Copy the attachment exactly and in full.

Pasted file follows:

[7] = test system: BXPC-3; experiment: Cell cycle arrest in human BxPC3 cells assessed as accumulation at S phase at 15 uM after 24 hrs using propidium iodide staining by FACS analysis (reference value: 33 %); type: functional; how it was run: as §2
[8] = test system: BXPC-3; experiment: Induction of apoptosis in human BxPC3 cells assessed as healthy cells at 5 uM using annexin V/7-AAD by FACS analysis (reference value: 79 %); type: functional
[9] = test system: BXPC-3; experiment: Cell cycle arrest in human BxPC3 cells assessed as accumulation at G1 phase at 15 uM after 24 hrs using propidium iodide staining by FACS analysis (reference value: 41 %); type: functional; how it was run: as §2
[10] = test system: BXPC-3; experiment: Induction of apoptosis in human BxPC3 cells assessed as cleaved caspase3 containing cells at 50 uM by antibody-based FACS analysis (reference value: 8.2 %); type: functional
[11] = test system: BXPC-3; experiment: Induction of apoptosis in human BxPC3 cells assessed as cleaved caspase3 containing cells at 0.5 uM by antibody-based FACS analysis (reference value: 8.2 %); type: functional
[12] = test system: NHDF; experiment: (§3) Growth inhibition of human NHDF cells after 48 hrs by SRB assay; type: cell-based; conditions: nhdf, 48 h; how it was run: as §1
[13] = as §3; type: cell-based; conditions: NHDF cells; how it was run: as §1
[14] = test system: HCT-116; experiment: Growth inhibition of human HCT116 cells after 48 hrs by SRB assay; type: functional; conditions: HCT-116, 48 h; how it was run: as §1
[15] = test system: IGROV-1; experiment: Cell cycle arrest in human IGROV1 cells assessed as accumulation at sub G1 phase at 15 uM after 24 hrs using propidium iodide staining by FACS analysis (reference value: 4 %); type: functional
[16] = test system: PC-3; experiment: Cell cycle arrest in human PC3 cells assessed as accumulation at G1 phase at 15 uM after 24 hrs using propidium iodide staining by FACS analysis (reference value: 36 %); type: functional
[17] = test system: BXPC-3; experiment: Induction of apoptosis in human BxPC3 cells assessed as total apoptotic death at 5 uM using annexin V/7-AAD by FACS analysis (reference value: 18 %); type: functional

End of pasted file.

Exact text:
[7] = test system: BXPC-3; experiment: Cell cycle arrest in human BxPC3 cells assessed as accumulation at S phase at 15 uM after 24 hrs using propidium iodide staining by FACS analysis (reference value: 33 %); type: functional; how it was run: as §2
[8] = test system: BXPC-3; experiment: Induction of apoptosis in human BxPC3 cells assessed as healthy cells at 5 uM using annexin V/7-AAD by FACS analysis (reference value: 79 %); type: functional
[9] = test system: BXPC-3; experiment: Cell cycle arrest in human BxPC3 cells assessed as accumulation at G1 phase at 15 uM after 24 hrs using propidium iodide staining by FACS analysis (reference value: 41 %); type: functional; how it was run: as §2
[10] = test system: BXPC-3; experiment: Induction of apoptosis in human BxPC3 cells assessed as cleaved caspase3 containing cells at 50 uM by antibody-based FACS analysis (reference value: 8.2 %); type: functional
[11] = test system: BXPC-3; experiment: Induction of apoptosis in human BxPC3 cells assessed as cleaved caspase3 containing cells at 0.5 uM by antibody-based FACS analysis (reference value: 8.2 %); type: functional
[12] = test system: NHDF; experiment: (§3) Growth inhibition of human NHDF cells after 48 hrs by SRB assay; type: cell-based; conditions: nhdf, 48 h; how it was run: as §1
[13] = as §3; type: cell-based; conditions: NHDF cells; how it was run: as §1
[14] = test system: HCT-116; experiment: Growth inhibition of human HCT116 cells after 48 hrs by SRB assay; type: functional; conditions: HCT-116, 48 h; how it was run: as §1
[15] = test system: IGROV-1; experiment: Cell cycle arrest in human IGROV1 cells assessed as accumulation at sub G1 phase at 15 uM after 24 hrs using propidium iodide staining by FACS analysis (reference value: 4 %); type: functional
[16] = test system: PC-3; experiment: Cell cycle arrest in human PC3 cells assessed as accumulation at G1 phase at 15 uM after 24 hrs using propidium iodide staining by FACS analysis (reference value: 36 %); type: functional
[17] = test system: BXPC-3; experiment: Induction of apoptosis in human BxPC3 cells assessed as total apoptotic death at 5 uM using annexin V/7-AAD by FACS analysis (reference value: 18 %); type: functional